I wonder what has happened to a lot of the old crew. I loosely keep in touch with a couple, mainly via LinkedIn as I don't have social media, and occasionally run into Greenie at the odd match or Boxy... But no idea where Hard News is these days
I'm mainly studying for med school, but my contracting work involves being the managing editor for New Zealand and the Wellington Phoenix on FIFA 22 (player ratings, upkeep etc.) and working on the New Zealand Football Manager database. I'm 21 now, but all my work since 16 or so has involved football in some capacity.
The time may be coming to step aside and focus on more secure part-time employment while I study, but I've absolutely enjoyed every second I've spent in football so who knows! A lot of unique job opportunities are open for me now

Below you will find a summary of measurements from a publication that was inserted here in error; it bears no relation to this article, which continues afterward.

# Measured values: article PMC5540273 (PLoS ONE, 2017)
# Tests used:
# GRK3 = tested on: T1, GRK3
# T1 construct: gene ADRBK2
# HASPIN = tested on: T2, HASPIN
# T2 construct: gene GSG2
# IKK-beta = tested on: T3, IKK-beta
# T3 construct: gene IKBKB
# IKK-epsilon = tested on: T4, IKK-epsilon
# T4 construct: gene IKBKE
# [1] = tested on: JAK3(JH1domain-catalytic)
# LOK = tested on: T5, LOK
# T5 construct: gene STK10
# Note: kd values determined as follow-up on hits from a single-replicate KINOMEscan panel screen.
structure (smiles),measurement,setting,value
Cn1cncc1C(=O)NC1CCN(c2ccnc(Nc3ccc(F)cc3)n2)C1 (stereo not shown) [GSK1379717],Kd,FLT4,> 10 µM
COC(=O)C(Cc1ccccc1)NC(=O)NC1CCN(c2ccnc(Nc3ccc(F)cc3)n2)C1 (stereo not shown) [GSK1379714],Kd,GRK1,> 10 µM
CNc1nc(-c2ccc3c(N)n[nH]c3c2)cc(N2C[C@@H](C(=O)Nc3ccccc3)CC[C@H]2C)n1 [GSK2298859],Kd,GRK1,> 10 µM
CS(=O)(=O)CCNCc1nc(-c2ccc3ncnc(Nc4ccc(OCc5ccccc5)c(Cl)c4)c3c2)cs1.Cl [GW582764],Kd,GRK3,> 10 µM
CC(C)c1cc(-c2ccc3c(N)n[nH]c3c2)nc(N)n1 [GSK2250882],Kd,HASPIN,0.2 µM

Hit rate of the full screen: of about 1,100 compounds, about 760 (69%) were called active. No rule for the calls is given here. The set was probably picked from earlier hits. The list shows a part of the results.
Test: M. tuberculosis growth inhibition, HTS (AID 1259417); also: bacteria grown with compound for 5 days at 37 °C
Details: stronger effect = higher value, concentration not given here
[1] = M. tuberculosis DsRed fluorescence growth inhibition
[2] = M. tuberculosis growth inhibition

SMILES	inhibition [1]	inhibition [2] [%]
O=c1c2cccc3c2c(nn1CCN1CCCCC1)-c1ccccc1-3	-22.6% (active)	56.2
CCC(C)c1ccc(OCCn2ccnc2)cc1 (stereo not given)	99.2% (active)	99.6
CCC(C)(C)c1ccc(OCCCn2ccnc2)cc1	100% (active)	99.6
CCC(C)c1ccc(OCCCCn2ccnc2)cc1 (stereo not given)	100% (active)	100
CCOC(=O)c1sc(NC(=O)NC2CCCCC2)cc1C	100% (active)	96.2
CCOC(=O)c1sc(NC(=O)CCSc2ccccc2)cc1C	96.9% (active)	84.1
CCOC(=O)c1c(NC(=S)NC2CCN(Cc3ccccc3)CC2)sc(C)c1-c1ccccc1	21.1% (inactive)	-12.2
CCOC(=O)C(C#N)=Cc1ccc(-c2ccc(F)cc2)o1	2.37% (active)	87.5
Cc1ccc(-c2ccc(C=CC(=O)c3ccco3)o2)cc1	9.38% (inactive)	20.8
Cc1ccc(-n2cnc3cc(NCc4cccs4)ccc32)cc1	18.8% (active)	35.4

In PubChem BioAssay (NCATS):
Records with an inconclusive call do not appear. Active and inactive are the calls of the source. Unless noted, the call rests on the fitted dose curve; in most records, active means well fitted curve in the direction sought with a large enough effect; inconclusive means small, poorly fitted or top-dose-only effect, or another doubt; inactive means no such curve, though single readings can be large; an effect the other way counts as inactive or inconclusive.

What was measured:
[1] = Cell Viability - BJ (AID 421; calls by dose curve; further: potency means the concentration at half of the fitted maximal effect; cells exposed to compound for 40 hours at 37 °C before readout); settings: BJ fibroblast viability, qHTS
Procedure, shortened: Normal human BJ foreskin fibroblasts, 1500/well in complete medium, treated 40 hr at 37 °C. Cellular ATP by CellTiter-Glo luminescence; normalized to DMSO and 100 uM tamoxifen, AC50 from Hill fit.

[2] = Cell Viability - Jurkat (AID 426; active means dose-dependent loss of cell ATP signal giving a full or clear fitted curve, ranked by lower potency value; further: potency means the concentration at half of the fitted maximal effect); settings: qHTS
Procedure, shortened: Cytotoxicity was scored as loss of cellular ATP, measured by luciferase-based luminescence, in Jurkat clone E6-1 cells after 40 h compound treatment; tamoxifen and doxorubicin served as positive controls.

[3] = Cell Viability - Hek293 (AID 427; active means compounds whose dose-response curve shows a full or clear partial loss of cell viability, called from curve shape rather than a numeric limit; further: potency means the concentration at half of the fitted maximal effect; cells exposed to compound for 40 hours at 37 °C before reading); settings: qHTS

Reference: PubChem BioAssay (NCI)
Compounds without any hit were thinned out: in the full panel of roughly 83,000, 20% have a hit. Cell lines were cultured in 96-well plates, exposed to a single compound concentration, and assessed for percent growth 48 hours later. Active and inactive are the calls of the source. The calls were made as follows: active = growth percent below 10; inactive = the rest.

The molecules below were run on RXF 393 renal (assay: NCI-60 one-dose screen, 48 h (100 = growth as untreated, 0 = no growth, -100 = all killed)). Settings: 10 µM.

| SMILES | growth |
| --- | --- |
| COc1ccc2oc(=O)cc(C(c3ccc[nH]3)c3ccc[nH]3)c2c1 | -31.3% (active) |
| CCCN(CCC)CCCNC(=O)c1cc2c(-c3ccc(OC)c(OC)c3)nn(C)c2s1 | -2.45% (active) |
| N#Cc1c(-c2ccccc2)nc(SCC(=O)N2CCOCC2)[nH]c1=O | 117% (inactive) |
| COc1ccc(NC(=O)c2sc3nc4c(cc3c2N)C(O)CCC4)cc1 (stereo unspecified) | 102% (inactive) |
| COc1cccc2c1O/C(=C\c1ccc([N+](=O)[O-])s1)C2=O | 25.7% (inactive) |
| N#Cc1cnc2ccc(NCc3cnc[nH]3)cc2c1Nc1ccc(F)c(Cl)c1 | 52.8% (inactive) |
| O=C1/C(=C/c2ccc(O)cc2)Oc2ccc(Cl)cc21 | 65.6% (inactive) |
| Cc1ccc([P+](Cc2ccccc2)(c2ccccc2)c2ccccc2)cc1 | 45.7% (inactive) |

I still recognize a lot of names from that time. The ones that have been around since day dot in terms of the Phoenix becoming a club and the formation of the Yellow Fever are the ones that I recall the most. Although I'm sure there are others floating around under different iterations/pseudonyms.
If anyone knows where Hardnews is at these days, give him a shout from me. See if he can recall those lofty times of the New Zealand Knights days. 😆😆😆
In my spare time I also try to follow up all the comings and goings of New Zealanders in this part of the world and further afield - tracking and updating performances, club information and player movements when I can through transfermarkt. So apologies to anyone if I'm too quick in beating them to the punch if they do the same. 😅